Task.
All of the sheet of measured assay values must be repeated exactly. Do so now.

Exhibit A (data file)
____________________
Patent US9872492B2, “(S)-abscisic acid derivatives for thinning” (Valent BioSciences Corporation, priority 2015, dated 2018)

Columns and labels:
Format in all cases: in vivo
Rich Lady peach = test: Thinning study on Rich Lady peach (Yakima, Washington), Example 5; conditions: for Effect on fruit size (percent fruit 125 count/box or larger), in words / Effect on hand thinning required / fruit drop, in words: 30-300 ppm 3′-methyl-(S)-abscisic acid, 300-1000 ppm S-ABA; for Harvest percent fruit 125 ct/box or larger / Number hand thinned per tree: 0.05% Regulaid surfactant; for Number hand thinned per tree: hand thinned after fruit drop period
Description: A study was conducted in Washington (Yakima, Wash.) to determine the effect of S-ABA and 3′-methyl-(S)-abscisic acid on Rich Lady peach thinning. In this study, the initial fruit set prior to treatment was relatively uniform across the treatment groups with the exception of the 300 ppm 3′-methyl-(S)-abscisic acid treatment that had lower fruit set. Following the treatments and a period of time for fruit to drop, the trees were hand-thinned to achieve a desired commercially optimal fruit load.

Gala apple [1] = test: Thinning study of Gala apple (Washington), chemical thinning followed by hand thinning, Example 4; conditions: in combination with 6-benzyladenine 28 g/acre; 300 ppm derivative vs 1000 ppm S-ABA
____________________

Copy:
Patent US9872492B2, “(S)-abscisic acid derivatives for thinning” (Valent BioSciences Corporation, priority 2015, dated 2018)

Columns and labels:
Format in all cases: in vivo
Rich Lady peach = test: Thinning study on Rich Lady peach (Yakima, Washington), Example 5; conditions: for Effect on fruit size (percent fruit 125 count/box or larger), in words / Effect on hand thinning required / fruit drop, in words: 30-300 ppm 3′-methyl-(S)-abscisic acid, 300-1000 ppm S-ABA; for Harvest percent fruit 125 ct/box or larger / Number hand thinned per tree: 0.05% Regulaid surfactant; for Number hand thinned per tree: hand thinned after fruit drop period
Description: A study was conducted in Washington (Yakima, Wash.) to determine the effect of S-ABA and 3′-methyl-(S)-abscisic acid on Rich Lady peach thinning. In this study, the initial fruit set prior to treatment was relatively uniform across the treatment groups with the exception of the 300 ppm 3′-methyl-(S)-abscisic acid treatment that had lower fruit set. Following the treatments and a period of time for fruit to drop, the trees were hand-thinned to achieve a desired commercially optimal fruit load.

Gala apple [1] = test: Thinning study of Gala apple (Washington), chemical thinning followed by hand thinning, Example 4; conditions: in combination with 6-benzyladenine 28 g/acre; 300 ppm derivative vs 1000 ppm S-ABA